Noblis Participates in Global Events to Stop Child Exploitation

Noblis staff members participate in international working groups to develop standardized and open source machine learning, data science, and analytics capabilities to help stop child exploitation

Did you know that the National Center for Missing & Exploited Children (NCMEC) reviews 25 million images containing child sexual abuse imagery (CSAM) every year?

As the volume of seized images and videos of child exploitation increases, the need for tools to analyze that data also increases. Noblis experts are dedicated to helping law enforcement solve these challenges, and over the year, have participated in international working groups to support the development of key capabilities that can help stop child exploitation.

In July, a Noblis team – Jordan Cheney, Charles Otto, and Eric Kukula participated in a Hackathon on behalf of their client, Department of Homeland Security (DHS) Science and Technology Directorate, First Responders Group in Vancouver, Canada. This hackathon, called the Protecting Innocence Hackathon, brought together over 60 participants from 5 countries to work together to build technology and global policy that can stop online child exploitation.

While in Vancouver, the Noblis team worked on two projects alongside DHS and other participants. The first project sought to develop a prototype triage analytic that classifies imagery containing child exploitation, while the objective of the second was to develop a standard CSAM scientific annotation schema for law enforcement to develop, train, and evaluate future machine learning algorithms and analytics.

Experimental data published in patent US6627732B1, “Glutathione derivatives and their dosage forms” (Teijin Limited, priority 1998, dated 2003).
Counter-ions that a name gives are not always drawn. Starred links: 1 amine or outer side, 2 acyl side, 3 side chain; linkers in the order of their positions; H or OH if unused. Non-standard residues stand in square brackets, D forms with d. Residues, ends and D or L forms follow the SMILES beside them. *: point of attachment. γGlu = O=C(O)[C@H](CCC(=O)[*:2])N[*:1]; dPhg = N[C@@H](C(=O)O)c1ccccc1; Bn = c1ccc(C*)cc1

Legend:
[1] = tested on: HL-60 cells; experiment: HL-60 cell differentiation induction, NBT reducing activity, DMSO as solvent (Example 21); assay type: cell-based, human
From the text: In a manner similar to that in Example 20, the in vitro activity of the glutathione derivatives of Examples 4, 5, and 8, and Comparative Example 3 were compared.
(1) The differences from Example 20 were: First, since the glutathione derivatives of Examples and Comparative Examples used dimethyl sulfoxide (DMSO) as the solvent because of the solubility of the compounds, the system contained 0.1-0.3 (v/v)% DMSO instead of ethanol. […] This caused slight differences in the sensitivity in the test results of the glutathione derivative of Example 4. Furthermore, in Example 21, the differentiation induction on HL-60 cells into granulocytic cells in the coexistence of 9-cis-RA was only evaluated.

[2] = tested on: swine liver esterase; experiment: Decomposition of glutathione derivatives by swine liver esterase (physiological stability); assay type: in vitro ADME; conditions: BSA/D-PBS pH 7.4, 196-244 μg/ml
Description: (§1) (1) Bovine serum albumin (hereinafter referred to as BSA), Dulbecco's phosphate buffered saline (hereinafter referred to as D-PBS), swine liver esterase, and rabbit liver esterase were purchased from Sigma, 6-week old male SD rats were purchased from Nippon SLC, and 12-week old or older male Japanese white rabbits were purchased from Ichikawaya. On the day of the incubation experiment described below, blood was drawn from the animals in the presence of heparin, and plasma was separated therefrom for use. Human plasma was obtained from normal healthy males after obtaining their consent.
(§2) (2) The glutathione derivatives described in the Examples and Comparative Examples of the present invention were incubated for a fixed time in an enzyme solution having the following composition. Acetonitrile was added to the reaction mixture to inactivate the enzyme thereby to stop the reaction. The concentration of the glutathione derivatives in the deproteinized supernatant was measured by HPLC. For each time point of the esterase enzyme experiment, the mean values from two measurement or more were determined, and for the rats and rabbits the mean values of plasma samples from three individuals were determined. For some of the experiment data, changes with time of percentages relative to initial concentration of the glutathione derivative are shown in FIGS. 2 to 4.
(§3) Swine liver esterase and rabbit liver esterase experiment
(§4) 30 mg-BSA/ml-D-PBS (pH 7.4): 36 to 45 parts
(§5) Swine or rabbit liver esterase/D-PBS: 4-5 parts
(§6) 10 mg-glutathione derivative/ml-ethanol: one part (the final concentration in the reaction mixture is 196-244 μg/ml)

“The amount of data law enforcement seizes during child exploitation investigations from physical media storage devices and online from chat rooms, newsgroups, and peer-to-peer networks has seen year-over-year growth of about 20%” said Dr. Eric Kukula, Director of Identity Intelligence at Noblis. “It’s extremely important that we invest and focus our technical energy to develop tools for investigators to more easily find the needles in the haystack and  generate investigative leads.”

On November 14-17, Dr. Kukula will co-present with law enforcement the draft standard CSAM annotation schema developed at the Hackathon during the 35thMeeting of the INTERPOL Specialists Group on Crimes Against Children (ISGCAC) in Lyon, France. IGSCAC is an international, multidisciplinary group dedicated to preventing the abuse of children through information sharing of emerging trends in evidence-based practice, public policy, technology, and law enforcement strategies.

“On average, there’s about 2 million pieces of media within a seizure,” said Kukula. “Unfortunately that number continues to grow and law enforcement does not have the time or workforce to manually analyze all of it. The standardized CSAM scientific annotation schema is one forward leaning approach where law enforcement can benefit from emerging technologies, such as machine learning, to train investigatory analytics and algorithms to automatically detect and categorize CSAM media, enabling investigators to focus on relevant information to rescue victims and apprehend these heinous offenders before they abuse again.”

To read more information about Interpol’s crimes against children mission, click here. To learn more about Noblis’ identity intelligence work, click here.